The difference Between CRNA and AA

  1. Hi
    Please excuse my igorance but what are the main differences between a CRNA and an AA?

    I understand that an AA requires supervision from a MDA but at what level? Is 1-2-1 or 1-2-2 (or more?)
    Can they both perform the same procedures or are there limits? (ETT, ART, CVP, Epidurals etc)

    Can either groups prescribe meds?
    What's the difference in pay?

    What is the role of the CRNA in a large hospital with many MDA's?
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  2. 4 Comments

  3. by   catcolalex
    oh boy, here we go.
  4. by   SigmaSRNA
    Quote from UKAP
    Hi
    Please excuse my igorance but what are the main differences between a CRNA and an AA?

    I understand that an AA requires supervision from a MDA but at what level? Is 1-2-1 or 1-2-2 (or more?)
    Can they both perform the same procedures or are there limits? (ETT, ART, CVP, Epidurals etc)

    Can either groups prescribe meds?
    What's the difference in pay?

    What is the role of the CRNA in a large hospital with many MDA's?
    To get that answer without getting a 80 page blog you should probably do a search on this topic. You should get alot of information for what you seek that way because its been discuss on this board ALOT! This probably won't stop the bloodshed (excuse me, healthy debate) but I had to try.
  5. by   suzanne4
    This has already been discussed multiple times over and over again. There are actually some very long threads on the topic.

    Much easier and safer for you just to do a search for those.
  6. by   NRSKarenRN
    crna: about the profession




    nurse anesthetists have been providing anesthesia care in the united states for over 125 years. nurses first provided anesthesia to wounded soldiers during the civil war. more than 90% of this country’s nurse anesthetists are members of the american association of nurse anesthetists (aana).


    certified registered nurse anesthetists (crnas) are anesthesia professionals who personally administer approximately 65% of all anesthetics given to patients each year in the united states.

    crnas are the sole anesthesia providers in approximately two thirds of all rural hospitals in the united states, enabling these healthcare facilities to offer obstetrical, surgical, and trauma stabilization services. in some states, crnas are the sole providers in nearly 100% of the rural hospitals.

    according to a 1999 report from the institute of medicine, anesthesia care today is nearly 50 times safer than it was 20 years ago.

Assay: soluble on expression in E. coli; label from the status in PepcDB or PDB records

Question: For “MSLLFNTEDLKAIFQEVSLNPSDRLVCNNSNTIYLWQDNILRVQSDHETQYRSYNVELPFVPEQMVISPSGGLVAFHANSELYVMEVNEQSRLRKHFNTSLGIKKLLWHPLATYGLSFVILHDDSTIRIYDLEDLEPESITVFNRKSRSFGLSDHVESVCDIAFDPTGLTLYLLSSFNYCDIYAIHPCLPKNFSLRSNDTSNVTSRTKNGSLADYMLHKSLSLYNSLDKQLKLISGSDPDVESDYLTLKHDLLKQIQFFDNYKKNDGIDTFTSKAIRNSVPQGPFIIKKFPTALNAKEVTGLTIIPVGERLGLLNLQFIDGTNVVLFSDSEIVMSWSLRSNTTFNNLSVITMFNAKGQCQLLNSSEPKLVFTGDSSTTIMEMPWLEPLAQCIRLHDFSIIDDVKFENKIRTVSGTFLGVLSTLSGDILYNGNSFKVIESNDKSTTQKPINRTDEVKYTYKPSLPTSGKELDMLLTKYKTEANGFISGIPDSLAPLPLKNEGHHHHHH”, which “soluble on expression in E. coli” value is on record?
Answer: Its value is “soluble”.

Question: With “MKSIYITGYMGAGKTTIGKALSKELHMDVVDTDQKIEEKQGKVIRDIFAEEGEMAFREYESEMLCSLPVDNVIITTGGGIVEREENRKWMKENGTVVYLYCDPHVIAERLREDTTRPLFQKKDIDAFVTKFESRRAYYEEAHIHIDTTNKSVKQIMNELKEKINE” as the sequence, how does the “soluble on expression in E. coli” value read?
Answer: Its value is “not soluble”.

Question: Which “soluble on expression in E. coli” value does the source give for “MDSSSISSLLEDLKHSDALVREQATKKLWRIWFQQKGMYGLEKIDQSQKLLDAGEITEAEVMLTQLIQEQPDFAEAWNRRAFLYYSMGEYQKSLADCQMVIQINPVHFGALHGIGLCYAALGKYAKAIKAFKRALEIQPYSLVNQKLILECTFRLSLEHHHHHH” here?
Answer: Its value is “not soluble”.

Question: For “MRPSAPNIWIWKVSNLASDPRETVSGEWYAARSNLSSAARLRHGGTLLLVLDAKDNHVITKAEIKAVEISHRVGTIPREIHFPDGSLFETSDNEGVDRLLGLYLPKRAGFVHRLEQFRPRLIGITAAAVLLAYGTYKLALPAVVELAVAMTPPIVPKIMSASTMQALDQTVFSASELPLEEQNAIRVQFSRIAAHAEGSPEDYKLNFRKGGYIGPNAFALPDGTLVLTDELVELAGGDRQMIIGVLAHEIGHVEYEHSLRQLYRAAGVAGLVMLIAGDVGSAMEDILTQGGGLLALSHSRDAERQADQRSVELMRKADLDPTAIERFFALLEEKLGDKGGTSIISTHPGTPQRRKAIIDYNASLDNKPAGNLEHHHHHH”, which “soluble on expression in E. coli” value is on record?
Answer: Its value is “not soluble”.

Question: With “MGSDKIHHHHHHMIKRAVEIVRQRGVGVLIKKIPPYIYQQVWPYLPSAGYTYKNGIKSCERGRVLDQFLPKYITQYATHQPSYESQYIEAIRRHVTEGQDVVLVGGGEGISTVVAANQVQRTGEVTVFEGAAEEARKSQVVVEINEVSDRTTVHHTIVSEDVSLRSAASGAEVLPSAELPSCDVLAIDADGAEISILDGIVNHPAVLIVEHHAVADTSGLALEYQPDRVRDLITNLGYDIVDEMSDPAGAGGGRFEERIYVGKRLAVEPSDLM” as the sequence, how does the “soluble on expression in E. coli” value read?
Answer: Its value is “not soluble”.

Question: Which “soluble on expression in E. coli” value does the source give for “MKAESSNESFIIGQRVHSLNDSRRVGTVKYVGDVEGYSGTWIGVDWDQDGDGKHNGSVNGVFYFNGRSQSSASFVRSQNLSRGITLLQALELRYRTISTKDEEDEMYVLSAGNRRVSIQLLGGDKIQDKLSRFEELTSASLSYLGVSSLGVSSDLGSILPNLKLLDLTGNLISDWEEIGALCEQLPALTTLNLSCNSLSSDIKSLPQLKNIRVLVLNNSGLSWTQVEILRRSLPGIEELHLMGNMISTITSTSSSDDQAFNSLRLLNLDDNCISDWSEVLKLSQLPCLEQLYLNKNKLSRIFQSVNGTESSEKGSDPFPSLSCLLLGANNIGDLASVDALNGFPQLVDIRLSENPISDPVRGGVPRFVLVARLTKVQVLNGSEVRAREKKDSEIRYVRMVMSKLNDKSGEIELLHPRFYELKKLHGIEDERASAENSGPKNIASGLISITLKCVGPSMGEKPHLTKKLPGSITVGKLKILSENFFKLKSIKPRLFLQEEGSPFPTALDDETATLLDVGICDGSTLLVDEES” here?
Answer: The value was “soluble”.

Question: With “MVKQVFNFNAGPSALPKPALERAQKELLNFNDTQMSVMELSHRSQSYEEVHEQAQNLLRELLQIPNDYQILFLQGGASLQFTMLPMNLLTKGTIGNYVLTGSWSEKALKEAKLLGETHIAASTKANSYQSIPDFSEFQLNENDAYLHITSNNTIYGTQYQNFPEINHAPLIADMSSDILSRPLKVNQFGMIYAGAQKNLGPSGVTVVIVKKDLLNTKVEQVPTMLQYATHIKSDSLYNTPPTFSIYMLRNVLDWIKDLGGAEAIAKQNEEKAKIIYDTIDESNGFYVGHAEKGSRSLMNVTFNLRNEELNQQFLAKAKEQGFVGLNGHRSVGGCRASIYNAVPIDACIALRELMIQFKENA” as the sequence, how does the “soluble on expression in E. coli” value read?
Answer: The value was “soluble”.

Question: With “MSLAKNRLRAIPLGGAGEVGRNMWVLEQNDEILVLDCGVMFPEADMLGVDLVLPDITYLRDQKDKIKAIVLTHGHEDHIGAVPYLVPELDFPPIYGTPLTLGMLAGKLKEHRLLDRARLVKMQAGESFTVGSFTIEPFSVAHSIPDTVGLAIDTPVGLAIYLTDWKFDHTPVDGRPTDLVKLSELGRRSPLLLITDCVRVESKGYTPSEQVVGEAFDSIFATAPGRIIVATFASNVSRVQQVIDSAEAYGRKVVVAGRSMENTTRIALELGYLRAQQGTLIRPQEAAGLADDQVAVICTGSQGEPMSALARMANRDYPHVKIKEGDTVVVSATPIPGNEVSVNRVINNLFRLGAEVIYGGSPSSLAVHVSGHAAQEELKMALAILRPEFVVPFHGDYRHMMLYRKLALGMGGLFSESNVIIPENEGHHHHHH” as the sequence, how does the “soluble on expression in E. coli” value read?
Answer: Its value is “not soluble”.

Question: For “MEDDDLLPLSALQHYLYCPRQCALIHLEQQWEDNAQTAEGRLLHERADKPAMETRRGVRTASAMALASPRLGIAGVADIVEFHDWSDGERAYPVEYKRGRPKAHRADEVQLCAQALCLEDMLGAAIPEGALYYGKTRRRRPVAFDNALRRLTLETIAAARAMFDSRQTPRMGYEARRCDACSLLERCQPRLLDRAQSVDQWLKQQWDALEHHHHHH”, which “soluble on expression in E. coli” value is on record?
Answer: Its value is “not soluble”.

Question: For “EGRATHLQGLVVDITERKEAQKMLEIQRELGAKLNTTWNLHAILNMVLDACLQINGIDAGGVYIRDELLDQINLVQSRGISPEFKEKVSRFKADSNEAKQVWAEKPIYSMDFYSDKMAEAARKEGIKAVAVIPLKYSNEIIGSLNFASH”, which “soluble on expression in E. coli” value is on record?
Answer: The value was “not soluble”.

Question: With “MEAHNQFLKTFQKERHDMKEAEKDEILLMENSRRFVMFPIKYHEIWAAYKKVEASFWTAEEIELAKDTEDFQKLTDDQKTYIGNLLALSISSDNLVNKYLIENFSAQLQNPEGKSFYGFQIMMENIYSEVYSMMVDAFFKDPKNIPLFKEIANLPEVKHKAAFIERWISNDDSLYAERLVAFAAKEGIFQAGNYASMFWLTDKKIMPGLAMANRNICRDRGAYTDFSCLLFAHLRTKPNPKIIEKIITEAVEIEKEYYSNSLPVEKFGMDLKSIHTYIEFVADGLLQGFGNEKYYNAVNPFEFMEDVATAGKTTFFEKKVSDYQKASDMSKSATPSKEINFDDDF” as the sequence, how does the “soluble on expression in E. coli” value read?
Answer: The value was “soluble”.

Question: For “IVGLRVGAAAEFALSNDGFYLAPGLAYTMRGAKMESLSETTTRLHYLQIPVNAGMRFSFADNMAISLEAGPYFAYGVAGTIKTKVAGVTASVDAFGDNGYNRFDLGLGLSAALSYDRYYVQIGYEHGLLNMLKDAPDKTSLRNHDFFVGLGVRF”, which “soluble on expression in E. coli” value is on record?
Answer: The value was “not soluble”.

crnas provide anesthetics to patients in collaboration with surgeons, anesthesiologists, dentists, podiatrists, and other qualified healthcare professionals. when anesthesia is administered by a nurse anesthetist, it is recognized as the practice of nursing; when administered by an anesthesiologist, it is recognized as the practice of medicine.

    as advanced practice nurses, crnas practice with a high degree of autonomy and professional respect. they carry a heavy load of responsibility and are compensated accordingly.


    crnas practice in every setting in which anesthesia is delivered: traditional hospital surgical suites and obstetrical delivery rooms; critical access hospitals; ambulatory surgical centers; the offices of dentists, podiatrists, ophthalmologists, plastic surgeons, and pain management specialists; and u.s. military, public health services, and department of veterans affairs healthcare facilities.


    managed care plans recognize crnas for providing high-quality anesthesia care with reduced expense to patients and insurance companies. the cost-efficiency of crnas helps control escalating healthcare costs.


    across the country, nurse anesthetist professional liability premiums are 39% lower than 15 years ago.

    legislation passed by congress in 1986 made nurse anesthetists the first nursing specialty to be accorded direct reimbursement rights under the medicare program.

    approximately 49% of the nation’s 34,000 nurse anesthetists who work full-time are men, compared with 8% in the nursing profession as a whole.

    education and experience required to become a crna include:
    • a bachelor of science in nursing (bsn) or other appropriate baccalaureate degree.
    • a current license as a registered nurse.
    • at least one year of experience as a registered nurse in an acute care setting.
    • graduation with a master’s degree from an accredited nurse anesthesia program. as of february 2006, there were 99 nurse anesthesia programs with more than 1,000 affiliated clinical sites in the united states. they range from 24-36 months, depending upon university requirements. all programs include clinical training in university-based or large community hospitals.
    • pass a national certification examination following graduation.
    in order to maintain their recertification, crnas must obtain a minimum of 40 hours of continuing education every two years.

    1998; revised june 2004; updated february 2006

    what are the anesthesiologists saying? http://www.asahq.org/

    what are anesthesia assistants saying? http://www.anesthetist.org/

    ----------

    performing search on subject will allow you to contribute to many threads on this topic, instead starting anew.

    for example:

    is the aa profession gaining ground?

    aa lost battle to perform regionals in ohio

    anyone have any experience with anesthesia assistants compared to crnas ?

    *******supervision required or no for crnas?*******

    anesthesia techs placing lines

    aa's
    Last edit by NRSKarenRN on Dec 25, '06

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